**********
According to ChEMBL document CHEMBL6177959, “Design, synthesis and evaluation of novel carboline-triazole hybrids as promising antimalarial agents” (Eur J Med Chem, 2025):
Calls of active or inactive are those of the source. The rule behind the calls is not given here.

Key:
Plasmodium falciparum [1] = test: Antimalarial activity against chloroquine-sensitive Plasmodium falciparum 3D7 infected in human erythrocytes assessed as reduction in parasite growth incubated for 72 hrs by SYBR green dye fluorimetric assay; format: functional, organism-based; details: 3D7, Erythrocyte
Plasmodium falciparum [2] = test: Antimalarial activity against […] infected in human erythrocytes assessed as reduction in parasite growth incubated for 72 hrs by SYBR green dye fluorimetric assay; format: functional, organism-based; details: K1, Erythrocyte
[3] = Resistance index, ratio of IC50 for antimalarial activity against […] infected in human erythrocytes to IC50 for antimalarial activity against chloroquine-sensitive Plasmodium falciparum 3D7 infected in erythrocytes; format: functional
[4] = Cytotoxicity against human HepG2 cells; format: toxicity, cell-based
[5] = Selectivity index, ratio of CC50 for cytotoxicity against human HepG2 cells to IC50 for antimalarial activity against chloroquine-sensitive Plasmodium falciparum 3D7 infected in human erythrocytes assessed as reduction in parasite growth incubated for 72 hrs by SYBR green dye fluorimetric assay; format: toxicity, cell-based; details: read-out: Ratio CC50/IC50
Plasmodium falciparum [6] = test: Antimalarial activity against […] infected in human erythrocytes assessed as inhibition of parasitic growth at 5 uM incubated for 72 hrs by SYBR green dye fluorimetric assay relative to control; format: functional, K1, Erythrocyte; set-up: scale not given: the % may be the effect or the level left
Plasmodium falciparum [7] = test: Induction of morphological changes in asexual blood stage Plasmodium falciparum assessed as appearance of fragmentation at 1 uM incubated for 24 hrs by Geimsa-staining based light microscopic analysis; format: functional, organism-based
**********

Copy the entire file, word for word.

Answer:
According to ChEMBL document CHEMBL6177959, “Design, synthesis and evaluation of novel carboline-triazole hybrids as promising antimalarial agents” (Eur J Med Chem, 2025):
Calls of active or inactive are those of the source. The rule behind the calls is not given here.

Key:
Plasmodium falciparum [1] = test: Antimalarial activity against chloroquine-sensitive Plasmodium falciparum 3D7 infected in human erythrocytes assessed as reduction in parasite growth incubated for 72 hrs by SYBR green dye fluorimetric assay; format: functional, organism-based; details: 3D7, Erythrocyte
Plasmodium falciparum [2] = test: Antimalarial activity against […] infected in human erythrocytes assessed as reduction in parasite growth incubated for 72 hrs by SYBR green dye fluorimetric assay; format: functional, organism-based; details: K1, Erythrocyte
[3] = Resistance index, ratio of IC50 for antimalarial activity against […] infected in human erythrocytes to IC50 for antimalarial activity against chloroquine-sensitive Plasmodium falciparum 3D7 infected in erythrocytes; format: functional
[4] = Cytotoxicity against human HepG2 cells; format: toxicity, cell-based
[5] = Selectivity index, ratio of CC50 for cytotoxicity against human HepG2 cells to IC50 for antimalarial activity against chloroquine-sensitive Plasmodium falciparum 3D7 infected in human erythrocytes assessed as reduction in parasite growth incubated for 72 hrs by SYBR green dye fluorimetric assay; format: toxicity, cell-based; details: read-out: Ratio CC50/IC50
Plasmodium falciparum [6] = test: Antimalarial activity against […] infected in human erythrocytes assessed as inhibition of parasitic growth at 5 uM incubated for 72 hrs by SYBR green dye fluorimetric assay relative to control; format: functional, K1, Erythrocyte; set-up: scale not given: the % may be the effect or the level left
Plasmodium falciparum [7] = test: Induction of morphological changes in asexual blood stage Plasmodium falciparum assessed as appearance of fragmentation at 1 uM incubated for 24 hrs by Geimsa-staining based light microscopic analysis; format: functional, organism-based